Flowers and Ikebana

Prickly Pine Needles Ikebana

One of the things I look forward to every winter season is the light yet refreshing smell of pine. It is this time of the year when my favorite flower shop is filled with different types of evergreens and cedars especially the Japanese Pine to welcome the New Year.


Oshugatsu Ikebana
New Year Ikebana using Young Pine Branch


Oftentimes a week after New Year, I often have a couple of these branches still in good condition. Hence for this year, I challenge myself to create some arrangements using the prickly pine needles.


Experimenting with Prickly Pine Needles


I always admire other people’s work using the prickly pine needles. For one, removing them from the stems already require a lot of time and patience. Arranging them in shapes or forms is double the time and work especially if the design requires to put the needles piece by piece.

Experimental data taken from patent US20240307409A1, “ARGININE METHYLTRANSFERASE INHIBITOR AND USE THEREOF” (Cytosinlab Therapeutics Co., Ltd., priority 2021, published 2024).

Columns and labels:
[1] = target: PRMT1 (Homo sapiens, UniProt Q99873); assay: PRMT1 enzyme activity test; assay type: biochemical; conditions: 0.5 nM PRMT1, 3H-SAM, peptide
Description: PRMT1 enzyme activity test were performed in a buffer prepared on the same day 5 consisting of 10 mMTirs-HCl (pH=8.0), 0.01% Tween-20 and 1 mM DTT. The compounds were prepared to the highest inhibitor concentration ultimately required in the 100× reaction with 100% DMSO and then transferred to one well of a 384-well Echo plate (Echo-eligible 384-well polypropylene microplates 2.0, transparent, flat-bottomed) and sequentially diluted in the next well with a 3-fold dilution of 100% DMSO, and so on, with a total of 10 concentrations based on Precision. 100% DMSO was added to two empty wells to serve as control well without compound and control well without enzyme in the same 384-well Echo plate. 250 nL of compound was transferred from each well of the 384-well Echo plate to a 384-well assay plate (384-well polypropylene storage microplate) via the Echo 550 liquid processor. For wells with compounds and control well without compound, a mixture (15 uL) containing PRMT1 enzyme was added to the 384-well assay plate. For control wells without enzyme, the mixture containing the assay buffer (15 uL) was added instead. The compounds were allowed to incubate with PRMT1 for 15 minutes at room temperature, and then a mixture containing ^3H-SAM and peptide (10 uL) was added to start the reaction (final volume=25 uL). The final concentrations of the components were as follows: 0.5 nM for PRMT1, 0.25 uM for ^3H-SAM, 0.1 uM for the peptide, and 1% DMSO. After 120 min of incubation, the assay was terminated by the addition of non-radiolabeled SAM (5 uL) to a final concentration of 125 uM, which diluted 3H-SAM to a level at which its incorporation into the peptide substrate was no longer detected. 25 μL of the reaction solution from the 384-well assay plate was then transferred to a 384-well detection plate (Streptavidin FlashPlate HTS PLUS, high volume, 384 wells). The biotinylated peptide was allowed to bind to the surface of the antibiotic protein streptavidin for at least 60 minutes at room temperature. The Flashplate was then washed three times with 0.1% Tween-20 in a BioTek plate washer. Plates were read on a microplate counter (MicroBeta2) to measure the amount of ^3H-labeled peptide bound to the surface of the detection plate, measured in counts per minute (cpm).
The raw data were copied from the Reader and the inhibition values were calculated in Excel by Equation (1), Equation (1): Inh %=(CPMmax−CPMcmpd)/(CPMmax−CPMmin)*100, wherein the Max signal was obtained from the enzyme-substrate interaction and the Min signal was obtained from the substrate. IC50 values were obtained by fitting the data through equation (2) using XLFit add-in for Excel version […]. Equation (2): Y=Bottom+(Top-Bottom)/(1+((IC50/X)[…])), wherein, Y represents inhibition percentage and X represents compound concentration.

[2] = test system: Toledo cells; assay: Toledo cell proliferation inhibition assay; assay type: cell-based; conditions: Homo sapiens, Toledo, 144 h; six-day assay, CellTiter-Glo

For my first arrangement, I tried to cluster the needles similar to a hay. The clusters were arrangement in a wave-like form accentuated with Chrysanthemums. Both pine needles and flowers are recycled from my New Year arrangements.


Ikebana using Pine Needles

View from Top Ikebana using Pine Needles and Chrysanthemums


For my second arrangement, I used the pine needles to cover the vase similar to a lawn or meadow grass. This one is challenging because it required a lot of patience to fill the vase with needles. And instead of kenzan, I used a floral foam to keep them in place and to have a leveled height.


Winter Ikebana Pine Needles
Moon Arrangement using Pine Needles and Yellow Chrysanthemum


Realizing how tedious and time consuming it is to work with pine needles, it did not stop me to just play with it and enjoy the challenge. For my third arrangement, I piled the pine needles as if they are fine sand. Letting the needles find their own way while carefully maintaining the shape I want resulted to a more naturalistic composition.


Spring Ikebana
Early Spring Ikebana using Pine Needles and Tulips


Overall, it was a fun experiment with prickly pine needles. It tested my patience and eye for fine details. And it also reminded me that sometimes you just need to play and have fun to get better results.

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